What is the double sink method?

The double sink method is when you fill one sink with hot soapy water; dirty dishes stay there for soaking and scrubbing. Sink two uses cool water for rinsing off, before a towel- or air-dry. Both drains stay plugged the whole time.

Person Handwashing a cup

Dishwasher vs. handwashing: the verdict and best ways to save water 

One study that looked at real-life dishwashing habits in homes across four countries (Germany, Italy, Sweden and the UK) found that households with a dishwasher used on average 50 percent less water and 28 percent less energy per cleaned item, compared with dishwasher-free households.

Another recent study published in the journal Environmental Research Communications also found that, on average, dishwashers save more water and also produce less greenhouse gases. (Full disclosure: This study was partially funded by Whirlpool.)

In this second study, they calculated that “typical manual washing” would, over the course of 10 years, equal 34,200 gallons of water going down the drain; a dishwasher in the same time would use 16,300 gallons.

 In terms of greenhouse gases (related to heating water), typical handwashing produced 5,620 kilograms of CO2e over a decade compared to the dishwasher’s 2,090, based on washing four loads a week.

To be fair, the researchers’ definition of typical manual washing involved leaving the tap running the whole time—a convenient method that, admittedly, is probably quite common. They point out that washing by hand “has the potential to have the lowest GHG emissions”—if it’s done right. 

That said, a properly executed two-basin routine is the most climate-friendly pick overall (when judged by lifecycle GHG emissions, since handwashing doesn’t require an appliance to be manufactured), but if you already have a dishwasher, particularly an efficient one, the machine might in fact be the more water-saving choice.

What’s the best way to wash dishes without wasting water?

As we’ve just seen, the difference when it comes to lowering carbon emissions (and your impact on climate change) isn’t black and white—the simple goal is to use as little energy and hot water as possible. 

Whether you wash your dishes by hand or use a dishwasher, there are ways you can further reduce your water consumption to help reduce your impact on the environment.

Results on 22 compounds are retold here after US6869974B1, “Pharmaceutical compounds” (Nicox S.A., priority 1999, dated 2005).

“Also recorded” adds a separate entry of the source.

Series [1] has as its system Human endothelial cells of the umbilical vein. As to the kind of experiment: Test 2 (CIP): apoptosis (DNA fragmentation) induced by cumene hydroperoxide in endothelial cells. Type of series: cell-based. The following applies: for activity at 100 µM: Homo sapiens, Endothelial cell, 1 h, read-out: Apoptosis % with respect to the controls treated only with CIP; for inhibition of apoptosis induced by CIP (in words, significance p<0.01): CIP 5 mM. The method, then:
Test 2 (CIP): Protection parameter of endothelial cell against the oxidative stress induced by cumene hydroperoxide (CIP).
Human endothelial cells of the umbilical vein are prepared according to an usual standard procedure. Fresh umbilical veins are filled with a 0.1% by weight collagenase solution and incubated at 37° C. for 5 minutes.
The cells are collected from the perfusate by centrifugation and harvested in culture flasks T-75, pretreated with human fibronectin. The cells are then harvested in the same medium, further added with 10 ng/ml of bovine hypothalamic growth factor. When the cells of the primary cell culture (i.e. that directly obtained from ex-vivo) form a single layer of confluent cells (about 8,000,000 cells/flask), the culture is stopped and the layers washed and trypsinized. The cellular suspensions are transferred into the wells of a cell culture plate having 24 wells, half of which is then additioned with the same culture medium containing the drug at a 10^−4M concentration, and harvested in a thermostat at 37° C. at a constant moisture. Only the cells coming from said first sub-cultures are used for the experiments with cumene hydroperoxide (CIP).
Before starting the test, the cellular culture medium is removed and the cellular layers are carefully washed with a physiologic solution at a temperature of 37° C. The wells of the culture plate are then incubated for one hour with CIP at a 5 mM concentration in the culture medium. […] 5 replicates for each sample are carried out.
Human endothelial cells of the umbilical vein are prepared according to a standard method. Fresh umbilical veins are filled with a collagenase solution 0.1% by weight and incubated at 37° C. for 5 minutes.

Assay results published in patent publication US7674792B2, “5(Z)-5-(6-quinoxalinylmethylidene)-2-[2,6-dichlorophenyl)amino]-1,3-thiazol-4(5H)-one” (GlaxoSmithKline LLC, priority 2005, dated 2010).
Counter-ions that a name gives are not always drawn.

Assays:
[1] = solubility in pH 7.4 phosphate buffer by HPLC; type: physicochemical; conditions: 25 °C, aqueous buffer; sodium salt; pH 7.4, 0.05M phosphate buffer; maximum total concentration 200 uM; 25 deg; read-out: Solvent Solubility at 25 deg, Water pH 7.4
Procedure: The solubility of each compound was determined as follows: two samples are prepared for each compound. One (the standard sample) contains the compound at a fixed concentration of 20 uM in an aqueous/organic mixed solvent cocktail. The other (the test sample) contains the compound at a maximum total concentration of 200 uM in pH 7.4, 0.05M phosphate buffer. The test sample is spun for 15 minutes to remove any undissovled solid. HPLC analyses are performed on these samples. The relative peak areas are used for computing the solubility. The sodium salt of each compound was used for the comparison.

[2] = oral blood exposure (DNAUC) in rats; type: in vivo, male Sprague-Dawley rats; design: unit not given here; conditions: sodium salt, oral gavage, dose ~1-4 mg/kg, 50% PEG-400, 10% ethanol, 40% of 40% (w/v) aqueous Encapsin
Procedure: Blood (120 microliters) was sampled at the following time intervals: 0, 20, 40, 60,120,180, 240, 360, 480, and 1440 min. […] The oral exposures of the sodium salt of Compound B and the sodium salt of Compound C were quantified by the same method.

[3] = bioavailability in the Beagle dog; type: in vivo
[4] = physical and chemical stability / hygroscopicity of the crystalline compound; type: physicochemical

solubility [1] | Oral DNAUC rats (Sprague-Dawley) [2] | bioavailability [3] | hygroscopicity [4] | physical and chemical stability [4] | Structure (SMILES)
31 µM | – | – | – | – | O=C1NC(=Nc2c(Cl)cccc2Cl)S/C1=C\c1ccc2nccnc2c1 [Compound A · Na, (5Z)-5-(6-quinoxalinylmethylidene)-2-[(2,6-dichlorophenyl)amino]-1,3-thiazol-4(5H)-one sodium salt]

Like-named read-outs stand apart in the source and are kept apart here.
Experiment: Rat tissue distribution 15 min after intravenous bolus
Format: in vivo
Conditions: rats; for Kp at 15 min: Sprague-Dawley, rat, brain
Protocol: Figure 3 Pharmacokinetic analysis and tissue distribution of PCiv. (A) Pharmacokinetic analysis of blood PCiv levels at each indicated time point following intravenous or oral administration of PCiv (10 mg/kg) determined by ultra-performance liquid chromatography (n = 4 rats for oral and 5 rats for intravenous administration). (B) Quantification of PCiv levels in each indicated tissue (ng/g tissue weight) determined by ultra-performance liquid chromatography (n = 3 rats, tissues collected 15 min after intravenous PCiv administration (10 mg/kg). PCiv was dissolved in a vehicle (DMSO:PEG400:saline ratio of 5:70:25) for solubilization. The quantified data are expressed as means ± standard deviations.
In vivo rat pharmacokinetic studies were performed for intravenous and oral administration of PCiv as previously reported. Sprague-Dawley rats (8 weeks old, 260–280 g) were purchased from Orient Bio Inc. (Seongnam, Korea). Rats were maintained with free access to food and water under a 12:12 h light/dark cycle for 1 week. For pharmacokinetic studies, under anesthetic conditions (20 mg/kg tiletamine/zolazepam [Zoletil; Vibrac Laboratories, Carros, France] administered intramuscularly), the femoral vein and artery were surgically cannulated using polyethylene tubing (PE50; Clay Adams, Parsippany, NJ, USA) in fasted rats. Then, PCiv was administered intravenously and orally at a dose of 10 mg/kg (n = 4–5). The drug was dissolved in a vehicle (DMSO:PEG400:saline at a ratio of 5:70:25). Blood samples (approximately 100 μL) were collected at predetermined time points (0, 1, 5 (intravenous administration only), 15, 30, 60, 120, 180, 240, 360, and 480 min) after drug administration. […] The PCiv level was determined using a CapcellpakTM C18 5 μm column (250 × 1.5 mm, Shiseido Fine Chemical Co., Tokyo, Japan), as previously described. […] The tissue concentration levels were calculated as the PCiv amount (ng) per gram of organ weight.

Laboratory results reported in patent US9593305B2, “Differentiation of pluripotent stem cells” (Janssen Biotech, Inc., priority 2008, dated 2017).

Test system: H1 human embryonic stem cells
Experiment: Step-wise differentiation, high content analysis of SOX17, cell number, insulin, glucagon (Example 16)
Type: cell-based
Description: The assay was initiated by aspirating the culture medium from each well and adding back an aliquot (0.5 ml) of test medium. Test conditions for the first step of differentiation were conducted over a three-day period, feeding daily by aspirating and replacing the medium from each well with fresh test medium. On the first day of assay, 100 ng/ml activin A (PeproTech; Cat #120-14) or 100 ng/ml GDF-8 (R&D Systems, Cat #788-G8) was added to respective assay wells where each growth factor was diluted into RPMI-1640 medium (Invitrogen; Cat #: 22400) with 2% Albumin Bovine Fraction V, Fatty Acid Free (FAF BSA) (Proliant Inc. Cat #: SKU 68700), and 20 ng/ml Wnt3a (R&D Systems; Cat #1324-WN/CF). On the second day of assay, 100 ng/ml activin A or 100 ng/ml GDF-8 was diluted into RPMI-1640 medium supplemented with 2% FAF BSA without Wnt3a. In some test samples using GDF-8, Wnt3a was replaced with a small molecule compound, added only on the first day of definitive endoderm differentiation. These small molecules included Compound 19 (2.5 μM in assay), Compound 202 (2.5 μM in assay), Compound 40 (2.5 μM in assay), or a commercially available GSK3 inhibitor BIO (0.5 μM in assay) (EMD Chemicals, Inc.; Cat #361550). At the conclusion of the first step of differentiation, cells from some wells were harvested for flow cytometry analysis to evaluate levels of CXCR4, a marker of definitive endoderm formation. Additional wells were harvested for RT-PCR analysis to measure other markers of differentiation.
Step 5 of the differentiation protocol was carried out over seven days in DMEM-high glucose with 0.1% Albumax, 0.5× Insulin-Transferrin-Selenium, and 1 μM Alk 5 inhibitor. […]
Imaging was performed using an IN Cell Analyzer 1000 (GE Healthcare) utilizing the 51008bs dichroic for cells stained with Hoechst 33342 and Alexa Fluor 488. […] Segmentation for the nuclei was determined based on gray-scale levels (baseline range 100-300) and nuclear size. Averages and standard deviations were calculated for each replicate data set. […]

1. Use the two-basin method when washing by hand

Not all of us have the luxury of passing dish duty over to a machine, or maybe you just have delicate dinnerware and cookware that need to be treated with extra care and washed by hand.

If that’s the case, then the best way to reduce your water usage is to stick with hand washing and to use the two-basin method.

2. Use full loads and skip the pre-rinse when using a dishwasher

Many people feel like they should pre-rinse dishes before putting them in the dishwasher. But it turns out that by skipping the pre-rinse and using a full load, you can significantly save on water and energy consumption.

3. Upgrade to an energy-efficient dishwasher when the time is right

When the time comes to replace your clunky, outdated machine, pick the most energy-efficient, modern model you can.

New washers have advanced technologies like soil sensors to adjust the cycle’s length, filtration systems to use and reuse the same water, and efficient jets that do more with less energy. 

So you can just give your messy plates a scrape instead of rinsing, and let the dishwasher do the rest of the dirty work.

It truly can be a helping hand in our energy-efficient home.

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Rosemary Counter
Written By
Rosemary Counter

Rosemary Counter is a freelance writer currently curbing plastic cutlery, baby wipes and takeout coffee cups. In her reusable mug, however, she's having as much coffee as she wants.

This article offers general information only and is not intended as legal, financial or other professional advice. A professional advisor should be consulted regarding your specific situation. While the information presented is believed to be factual and current, its accuracy is not guaranteed and it should not be regarded as a complete analysis of the subjects discussed. All expressions of opinion reflect the judgment of the author(s) as of the date of publication and are subject to change. No endorsement of any third parties or their advice, opinions, information, products or services is expressly given or implied by Royal Bank of Canada, RBC Ventures Inc., or its affiliates.